Discourse and civil disagreement can be quite stimulating. It can help you sharpen your critical thinking skills and help reveal areas where you have weaknesses in your thinking. Recently I had an on-line discussion with my new friend “Johnthebabtist” (@icouldbegod ) over the old topic of babies as atheists. I’m not going to recount the discussion here as the interested reader (both of you) can see it in my Twitter time line. What I am going to do here is present my argument against classifying infants as atheists with the acknowledgement of John’s assistance through disagreement. Thanks, John!
While I will be using dictionaries in this post, be warned: I do not consider the dictionary to be the final arbiter of words and their definitions, Dictionaries report usage and change over time (somewhat slowly, perhaps). While this usage can be astroturfed, as some words are being intentionally changed now, we can still use the dictionary as a starting point in our discussions.
Merriam Webster still has the older definition of atheist and atheism which uses the “believes God does not exist” version as does dictionary.com. Most atheists actually reject this definition as too restrictive because it does not include those who do not hold that no gods exist, just that there is no reason to accept theistic claims. Put simply, many atheists prefer the “lack of belief in deities” definition (thanks to John for the link).
I agree with this definition for an atheist…well, mostly. First of all an atheist is a person. It says so even in the older, “strong atheist” definition in many current dictionaries. So this alone rules out rocks, trees, and other non-human flora and fauna. To be an atheist, one must be human (at least until we discover ET or AI but those are different discussions to be had).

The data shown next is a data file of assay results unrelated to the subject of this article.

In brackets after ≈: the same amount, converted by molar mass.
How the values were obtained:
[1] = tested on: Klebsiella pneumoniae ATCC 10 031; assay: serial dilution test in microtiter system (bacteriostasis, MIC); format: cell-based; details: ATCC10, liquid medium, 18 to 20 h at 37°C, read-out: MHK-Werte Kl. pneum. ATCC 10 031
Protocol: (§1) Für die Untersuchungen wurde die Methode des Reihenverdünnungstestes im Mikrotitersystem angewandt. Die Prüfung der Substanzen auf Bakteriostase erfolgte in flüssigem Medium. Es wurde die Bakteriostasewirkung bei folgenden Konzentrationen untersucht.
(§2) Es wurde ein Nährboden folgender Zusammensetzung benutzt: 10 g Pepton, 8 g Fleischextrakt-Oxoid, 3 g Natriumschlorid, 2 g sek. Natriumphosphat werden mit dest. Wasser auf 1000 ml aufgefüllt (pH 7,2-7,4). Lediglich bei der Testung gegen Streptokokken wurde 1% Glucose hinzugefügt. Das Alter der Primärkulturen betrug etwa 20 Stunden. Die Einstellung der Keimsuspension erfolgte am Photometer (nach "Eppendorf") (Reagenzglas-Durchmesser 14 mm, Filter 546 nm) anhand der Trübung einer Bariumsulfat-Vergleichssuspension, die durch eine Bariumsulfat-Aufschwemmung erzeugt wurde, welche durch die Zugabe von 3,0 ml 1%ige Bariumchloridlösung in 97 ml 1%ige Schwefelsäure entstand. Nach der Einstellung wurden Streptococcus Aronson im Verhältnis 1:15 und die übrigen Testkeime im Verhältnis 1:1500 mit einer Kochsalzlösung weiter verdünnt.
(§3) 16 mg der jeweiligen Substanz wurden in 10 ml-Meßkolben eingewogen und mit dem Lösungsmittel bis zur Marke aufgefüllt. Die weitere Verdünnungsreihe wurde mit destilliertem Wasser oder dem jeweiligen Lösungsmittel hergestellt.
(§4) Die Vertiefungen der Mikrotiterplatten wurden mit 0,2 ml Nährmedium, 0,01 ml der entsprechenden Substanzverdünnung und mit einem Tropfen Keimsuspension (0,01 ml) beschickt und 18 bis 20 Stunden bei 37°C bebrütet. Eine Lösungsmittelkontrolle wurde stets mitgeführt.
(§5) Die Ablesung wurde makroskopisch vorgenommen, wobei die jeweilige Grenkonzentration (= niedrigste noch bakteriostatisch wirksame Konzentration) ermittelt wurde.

I argue that the reason “atheist” is exclusive to humans is because (so far as we know) only humans are capable of forming beliefs or not forming them based upon an understanding of the concepts involved. This will become important later. Atheism, as defined by Webster et al is a “disbelief in the existence of deity(s)”. Even those of us who prefer the “lack of a belief” version can see this as a simple substitution of the phrase “a disbelief” for the phrase “a lack of belief”.
The old “disbelief” version carries with it an implied restriction on what categories of things can be subsumed under that definition. It has to be things capable of holding or rejecting beliefs. In our universe, the only things currently capable of holding or rejecting beliefs are humans. I argue that that implied restriction carries forward when the “lack of belief” phrase is substituted into the definition.
Further, I argue, that that capacity to hold or reject beliefs is critical for the term atheism or atheist to be free from absurd configurations and uses.
For example, a lifelong Christian or Muslim who is injured and falls into a coma or vegetative state now can be argued to “lack a belief” in a deity. Does injury or disease create atheists of lifelong theists? No, this is absurd. The person now clearly lacks the capacity to hold beliefs. They lack the necessary capacity to be included in the category under the implied restriction stated in the paragraph above.
That capacity to hold or reject beliefs is critical in the distinction made to exclude flora and fauna from the category of “things that can be atheists”. It (the capacity to form or reject beliefs) does not simply disappear as a prerequisite simply because the subject under discussion is a human being. Rather it is still the bright line which divides things which can be atheists (or things that can be referred to under the term “atheism”) from things which cannot.
In summary: to be an atheist or to fall under the umbrella of atheism) one must be a human who has the capacity to hold and reject beliefs through an understanding of the subject matter. Thus, infants are not atheists any more than trees and rocks are.
Thanks again to Johnthebabtist for the lively discussion. I look forward to more stimulating conversation with you, my new friend.